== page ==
When emailing the fursuit maker, Please be sure to give them as much information as possible so they can build your fursuit to the specifications you’ve designed. Give them everything such as Measurements, Shipping the DTD and/or fur fabric to them, All artwork and sketches, and any other notes for other design issues. Communication is important! See SPark's post # 11 further down in this thread.
Also be sure that the both of you have each other’s contact information such as Name, Address, Phone #, Email address, etc. so as to stay in contact with each other and communicate any problems or other stuff that may come up.
If you have any questions or concerns about the commission, etc., Then the time when you first contact the fursuit maker to begin the commission process would be a good time to ask about anything. If you feel there are changes to the fursuit you want made and the construction process is already ½ to ¾ done or more, Telling the maker about those changes when the suit is almost done is too late and he/she may or may not be able to accommodate such changes. Anything you want done has to be mentioned early as much as possible. Fursuit makers tend to be on a schedule and will have other clients to build fursuits for. It may be possible for fursuit makers to make last minute changes on short notice, but this will vary from maker to maker as well as how busy their schedule is, and also this may or may not drive up the cost of the fursuit. When contacting the fursuit maker through Email, IM (Instant Messenger), or written mail, Please be sure to keep all correspondence. DO NOT THROW AWAY OR DELETE ANYTHING!
If something comes up and either you or the fursuit maker forgets a design issue or there is a payment problem, Then you can go back to that correspondence, find the item that was discussed, and notify each other on how the issue was discussed and/or what needs to be corrected. It makes for good maker/customer relations if the both of you are on the same page so to speak.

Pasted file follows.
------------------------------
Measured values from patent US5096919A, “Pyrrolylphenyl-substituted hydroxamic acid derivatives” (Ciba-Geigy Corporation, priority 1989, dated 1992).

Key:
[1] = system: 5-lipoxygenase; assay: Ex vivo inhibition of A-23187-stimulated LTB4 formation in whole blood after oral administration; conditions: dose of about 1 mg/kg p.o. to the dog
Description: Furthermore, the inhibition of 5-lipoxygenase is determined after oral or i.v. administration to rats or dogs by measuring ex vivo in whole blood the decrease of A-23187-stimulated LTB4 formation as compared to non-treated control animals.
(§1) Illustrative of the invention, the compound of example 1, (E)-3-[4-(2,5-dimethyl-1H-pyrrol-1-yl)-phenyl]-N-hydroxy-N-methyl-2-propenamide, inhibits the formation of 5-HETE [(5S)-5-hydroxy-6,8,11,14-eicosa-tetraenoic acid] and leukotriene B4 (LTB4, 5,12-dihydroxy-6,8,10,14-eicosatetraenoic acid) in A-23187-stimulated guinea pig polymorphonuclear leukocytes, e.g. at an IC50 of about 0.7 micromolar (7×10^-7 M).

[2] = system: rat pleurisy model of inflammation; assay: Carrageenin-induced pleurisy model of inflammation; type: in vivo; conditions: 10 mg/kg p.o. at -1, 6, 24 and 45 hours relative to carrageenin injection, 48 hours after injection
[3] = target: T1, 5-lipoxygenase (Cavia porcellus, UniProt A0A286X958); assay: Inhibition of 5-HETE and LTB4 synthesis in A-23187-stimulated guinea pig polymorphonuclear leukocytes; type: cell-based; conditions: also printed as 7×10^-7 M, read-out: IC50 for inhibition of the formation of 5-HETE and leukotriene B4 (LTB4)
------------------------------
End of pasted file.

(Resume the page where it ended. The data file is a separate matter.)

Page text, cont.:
Another item to discuss would also be the deadline by which you need the fursuit completed and shipped. Make sure you are specific about when you need the fursuit done by but don’t give the fursuit maker an unrealistic goal of needing it in four weeks or less or something. Fursuit makers aren’t that quick. You may also want to consider giving the fursuit maker a backup date to get the suit done by in case he/she can’t make the original designated target date you asked for. This backup date would give him/her a little extra time for finishing touches or something else. 15. Waiting
After you’ve contacted the fursuit maker and sent in all your information as well as your initial down payment to begin construction and be put on a waiting list, Then the next thing that you can do is……..WAIT. That’s about all you can do. Building a fursuit is not a 1 night process. As the old saying goes: “Rome wasn’t built in a day.” It takes a long time to make a fursuit depending on the fursuit maker’s Skills, Experience, How detailed the suit is, and also how many other clients there are before you that he/she has to work on before they get to constructing your suit. Depending on the design of your suit and who you commission and so forth, It can take anywhere from 2 months to as much as a year and a half or more to make your fursuit. Just make sure that while you are waiting that you keep in contact with the fursuit maker about perhaps twice a month and also keep continuing to send payments so the fursuit maker doesn’t think you disappeared off the face of the earth. Also, don't pester or harass the fursuit maker either by contacting them day after day or week after week, etc. about the progress of your fursuit. If you do that, Then the fursuit maker may decide to stop construction of your fursuit, Cancel the commission altogether, or do something else at their discretion. As an option, You may choose to ask the fursuit maker for in-progress pics of the building of your fursuit so that you can see how it is being constructed and can add any opinions to the design that you have.15-A. Lost contact with fursuit maker? Or: When fursuit makers go bad. :